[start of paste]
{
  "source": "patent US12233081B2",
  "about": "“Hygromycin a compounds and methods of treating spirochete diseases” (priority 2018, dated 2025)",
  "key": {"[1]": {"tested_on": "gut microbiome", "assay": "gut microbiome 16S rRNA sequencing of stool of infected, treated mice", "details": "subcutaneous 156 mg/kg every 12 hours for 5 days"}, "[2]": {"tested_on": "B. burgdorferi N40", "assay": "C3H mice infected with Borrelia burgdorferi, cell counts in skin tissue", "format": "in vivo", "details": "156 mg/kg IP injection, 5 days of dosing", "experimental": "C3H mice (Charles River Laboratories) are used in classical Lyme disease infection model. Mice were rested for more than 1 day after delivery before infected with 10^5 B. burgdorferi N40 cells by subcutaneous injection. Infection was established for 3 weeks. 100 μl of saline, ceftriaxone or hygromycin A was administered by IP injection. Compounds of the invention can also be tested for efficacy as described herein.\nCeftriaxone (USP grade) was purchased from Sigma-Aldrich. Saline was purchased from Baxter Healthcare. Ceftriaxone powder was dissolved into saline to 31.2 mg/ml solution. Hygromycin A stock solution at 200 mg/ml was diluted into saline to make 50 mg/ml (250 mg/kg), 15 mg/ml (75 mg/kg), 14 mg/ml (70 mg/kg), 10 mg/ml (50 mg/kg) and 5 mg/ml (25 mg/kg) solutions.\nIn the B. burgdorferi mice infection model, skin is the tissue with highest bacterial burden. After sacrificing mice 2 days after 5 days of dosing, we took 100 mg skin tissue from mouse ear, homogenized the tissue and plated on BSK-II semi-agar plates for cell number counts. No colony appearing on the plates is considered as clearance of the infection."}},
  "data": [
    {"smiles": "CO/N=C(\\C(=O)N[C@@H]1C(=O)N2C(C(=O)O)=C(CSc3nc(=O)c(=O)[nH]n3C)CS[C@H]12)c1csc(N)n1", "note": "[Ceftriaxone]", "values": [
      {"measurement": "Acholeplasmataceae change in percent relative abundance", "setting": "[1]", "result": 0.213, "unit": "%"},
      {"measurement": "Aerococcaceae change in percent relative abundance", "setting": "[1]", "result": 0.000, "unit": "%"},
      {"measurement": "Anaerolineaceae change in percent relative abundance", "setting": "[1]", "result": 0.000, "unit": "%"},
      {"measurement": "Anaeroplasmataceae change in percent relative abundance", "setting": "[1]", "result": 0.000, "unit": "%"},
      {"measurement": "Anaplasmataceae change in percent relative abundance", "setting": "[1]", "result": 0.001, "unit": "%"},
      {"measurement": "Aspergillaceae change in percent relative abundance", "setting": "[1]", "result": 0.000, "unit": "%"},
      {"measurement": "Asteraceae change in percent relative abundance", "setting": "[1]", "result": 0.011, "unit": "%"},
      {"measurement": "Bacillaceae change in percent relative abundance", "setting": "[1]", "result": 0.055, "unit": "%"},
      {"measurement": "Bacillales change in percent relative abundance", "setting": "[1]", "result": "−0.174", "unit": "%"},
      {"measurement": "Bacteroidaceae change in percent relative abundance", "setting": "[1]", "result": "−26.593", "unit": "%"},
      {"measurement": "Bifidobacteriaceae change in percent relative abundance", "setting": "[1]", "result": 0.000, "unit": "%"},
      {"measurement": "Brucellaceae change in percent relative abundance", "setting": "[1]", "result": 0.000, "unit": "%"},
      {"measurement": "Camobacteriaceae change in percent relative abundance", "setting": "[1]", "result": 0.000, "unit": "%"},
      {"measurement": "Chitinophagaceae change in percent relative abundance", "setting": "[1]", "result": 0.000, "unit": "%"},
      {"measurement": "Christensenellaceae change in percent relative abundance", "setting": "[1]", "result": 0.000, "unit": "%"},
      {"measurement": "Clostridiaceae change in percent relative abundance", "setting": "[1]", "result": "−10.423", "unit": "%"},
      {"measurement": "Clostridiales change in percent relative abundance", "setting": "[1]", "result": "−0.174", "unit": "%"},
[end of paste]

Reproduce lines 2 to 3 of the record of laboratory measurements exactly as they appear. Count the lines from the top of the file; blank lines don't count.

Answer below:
  "source": "patent US12233081B2",
  "about": "“Hygromycin a compounds and methods of treating spirochete diseases” (priority 2018, dated 2025)",